Prevent Dam From Destroying Home of Indigenous People

Itaituba PA - 26.11.2014 - Ativistas do Greenpeace e índios Mundukuru usam pedras para formar a frase "Tapajós Livre" nas areias de uma praia às margens do rio de mesmo nome, próximo ao município de Itaituba, no Pará. O protesto, que contou com a participação de cerca de 60 Munduruku, ocorreu na região onde o governo pretende construir a primeira de uma série de cinco hidrelétricas na bacia do Tapajós. “O Brasil insiste em seu plano de barrar os grandes rios da Amazônia, ignorando os alertas do clima e negando o direito de consulta prévia, livre e informada aos povos tradicionais da região, que terão seu modo de vida afetado de forma irreversível por essas obras", disse Danicley de Aguiar, da campanha Amazônia do Greenpeace. Foto Greenpeace/Bruno Kelly.

Target: Luciano de Meneses Evaristo, Director of Environmental Protection for the Brazilian Institute of the Environment and Renewable Natural Resources

Goal: Permanently stop construction of the São Luiz do Tapajós dam on indigenous lands in Brazil.

The Tapajós River basin, an area of extraordinary biodiversity as well as the home of the indigenous Munduruku people, is currently at risk of destruction. If completed, the São Luiz do Tapajós dam will be Brazil’s second-largest hydroelectric dam and will flood 729 square kilometers of delicate rainforest.

The indigenous Munduruku people have fought tooth and nail to prevent the dam from destroying their ancestral homeland, calling upon Brazilian and international companies to withdraw support for the dam. The Munduruku have successfully turned this project into a cornerstone of the worldwide environmental and indigenous rights fight, working with Greenpeace Brazil to create an unofficial demarcation of their territories. The Brazilian Indigenous Rights Agency has tentatively acknowledged this land as belonging to the Munduruku, an important step toward official recognition and protection.

The construction of the São Luiz do Tapajós dam is completely contrary to the Munduruku people’s desire to maintain their traditional lands and lives. It would destroy a large portion of their land and displace three villages. The Brazilian Institute of the Environment and Renewable Natural Resources (IBAMA) has temporarily suspended construction of the dam due to these concerns. While this has given the Munduruku people more time to gather support, it is far from a permanent solution. IBAMA must completely outlaw the construction of the dam and any future dams in this region.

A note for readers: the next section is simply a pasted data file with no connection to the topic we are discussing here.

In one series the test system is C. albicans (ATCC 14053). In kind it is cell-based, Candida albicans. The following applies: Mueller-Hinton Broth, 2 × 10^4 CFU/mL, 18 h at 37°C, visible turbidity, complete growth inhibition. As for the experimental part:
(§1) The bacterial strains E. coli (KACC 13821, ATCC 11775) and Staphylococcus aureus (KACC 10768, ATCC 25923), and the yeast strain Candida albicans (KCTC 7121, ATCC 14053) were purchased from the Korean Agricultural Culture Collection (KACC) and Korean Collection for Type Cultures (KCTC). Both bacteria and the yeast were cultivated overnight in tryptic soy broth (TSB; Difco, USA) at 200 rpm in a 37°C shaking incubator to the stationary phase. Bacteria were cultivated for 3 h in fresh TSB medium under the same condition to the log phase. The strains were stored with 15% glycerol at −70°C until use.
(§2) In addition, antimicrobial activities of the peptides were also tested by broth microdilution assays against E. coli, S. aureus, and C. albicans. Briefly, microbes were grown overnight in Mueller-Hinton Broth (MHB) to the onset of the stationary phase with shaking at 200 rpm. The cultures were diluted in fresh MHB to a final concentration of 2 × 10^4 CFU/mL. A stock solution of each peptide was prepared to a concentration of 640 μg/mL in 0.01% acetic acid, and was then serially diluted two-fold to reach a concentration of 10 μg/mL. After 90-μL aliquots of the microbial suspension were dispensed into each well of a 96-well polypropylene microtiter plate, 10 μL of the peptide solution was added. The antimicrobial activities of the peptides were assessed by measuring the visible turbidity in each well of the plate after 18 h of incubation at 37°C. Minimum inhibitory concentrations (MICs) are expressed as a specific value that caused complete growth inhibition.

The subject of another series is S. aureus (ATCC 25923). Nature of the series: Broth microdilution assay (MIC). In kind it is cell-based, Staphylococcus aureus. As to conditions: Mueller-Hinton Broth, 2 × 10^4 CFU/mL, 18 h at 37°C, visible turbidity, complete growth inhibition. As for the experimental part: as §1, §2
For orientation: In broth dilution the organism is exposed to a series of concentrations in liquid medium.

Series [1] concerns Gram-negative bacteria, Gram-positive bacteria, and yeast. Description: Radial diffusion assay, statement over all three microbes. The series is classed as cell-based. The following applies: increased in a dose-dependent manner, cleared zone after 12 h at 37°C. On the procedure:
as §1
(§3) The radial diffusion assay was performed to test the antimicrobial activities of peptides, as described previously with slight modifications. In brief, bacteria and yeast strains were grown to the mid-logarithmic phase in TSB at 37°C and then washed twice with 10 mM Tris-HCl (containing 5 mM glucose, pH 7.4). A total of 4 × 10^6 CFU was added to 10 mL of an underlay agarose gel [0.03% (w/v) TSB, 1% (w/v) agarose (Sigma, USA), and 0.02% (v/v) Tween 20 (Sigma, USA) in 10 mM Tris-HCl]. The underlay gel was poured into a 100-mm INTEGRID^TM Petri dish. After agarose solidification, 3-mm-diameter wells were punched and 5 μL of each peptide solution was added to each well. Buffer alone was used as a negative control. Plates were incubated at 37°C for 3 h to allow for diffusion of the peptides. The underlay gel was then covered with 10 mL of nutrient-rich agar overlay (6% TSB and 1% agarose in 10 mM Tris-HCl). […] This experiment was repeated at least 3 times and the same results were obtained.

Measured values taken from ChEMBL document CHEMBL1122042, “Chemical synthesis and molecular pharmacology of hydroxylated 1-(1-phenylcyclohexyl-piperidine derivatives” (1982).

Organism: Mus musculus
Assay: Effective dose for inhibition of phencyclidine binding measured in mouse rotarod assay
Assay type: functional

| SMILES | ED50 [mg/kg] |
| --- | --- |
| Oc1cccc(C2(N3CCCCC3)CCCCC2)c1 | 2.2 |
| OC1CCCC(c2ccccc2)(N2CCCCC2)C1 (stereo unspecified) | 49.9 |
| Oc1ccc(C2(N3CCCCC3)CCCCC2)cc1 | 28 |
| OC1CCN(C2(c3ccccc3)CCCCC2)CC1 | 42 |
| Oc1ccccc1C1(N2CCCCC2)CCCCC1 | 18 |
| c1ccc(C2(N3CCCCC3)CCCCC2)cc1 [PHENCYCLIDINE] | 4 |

It’s estimated that the São Luiz do Tapajós dam and its corresponding infrastructure would result in 2200 square kimometers of deforestation. Beyond the cultural value of the land, this is a region of enormous biodiversity and ecological importance. The dam would disrupt waterways and affect the migration routes of the fish that rely on the river. Further, the area that would be flooded by the dam is a key nesting site for native macaws and other bird species.

IBAMA must respect the rights of the Munduruku people by preserving the biodiversity and integrity of their lands. Sign the petition below to encourage the organization to completely outlaw the construction of the São Luiz do Tapajós dam and any future dams in the area.

PETITION LETTER:

Dear Luciano de Meneses Evaristo,

The Munduruku people have been fighting for decades for official recognition and protection of their ancestral lands. These lands have been threatened by deforestation, pollution, and most recently, the São Luiz do Tapajós dam project. This dam would flood the Tapajós River basin and destroy much of the region’s biodiversity.

As the Munduruku work towards more official recognition of their rights, they seek cooperation from the Brazilian government in order to protect their lands. IBAMA has the responsibility to listen to concerns from both environmentalists and indigenous people and permanently stop dam construction.

The São Luiz do Tapajós dam is the first of five dams planned on the Tapajós River, each of which would irreversibly destroy the stunning Tapajós River basin and the Munduruku communities that reside there. IBAMA must not allow these dams to be built.

Sincerely,

[Your Name Here]

Photo credit: Bruno Kelly

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6 Comments

  1. Jennifer Hayes says:

    There’s too much at stake here. the more trees we lose the higher the water level, the more ‘natural’ deforestation and ultimately global warming as well as indiginous peoples losing their livelihoods and their homes. Far too much at stake.

  2. Why must modern man always insist on destroying everything we touch?

  3. Disrespect for people and the environment seems to be an epidemic disease in politicians internationally. Thus – dear Sir, please be outstanding and show that you are different, show your commitment toward a positive future. Dams & coal are old energy. Go solar – you have so much of it!

  4. “The human appetite for animal flesh is a driving force behind virtually every major category of environmental damage now threatening the human future – deforestation, erosion, fresh water scarcity, air and water pollution, climate change, biodiversity loss, social injustice, the destabilization of communities and the spread of disease.” — The World Watch Institute

    http://www.cowspiracy.com/

  5. Julie Bates says:

    We destroyed the First Nations people….haven’t we learned anything from this….damn the goddam $$$$$$ it’s pathetic GREED……shame shame shame.

  6. Lisa Zarafonetis Lisa Zarafonetis says:

    Signed & Shared❗️😠

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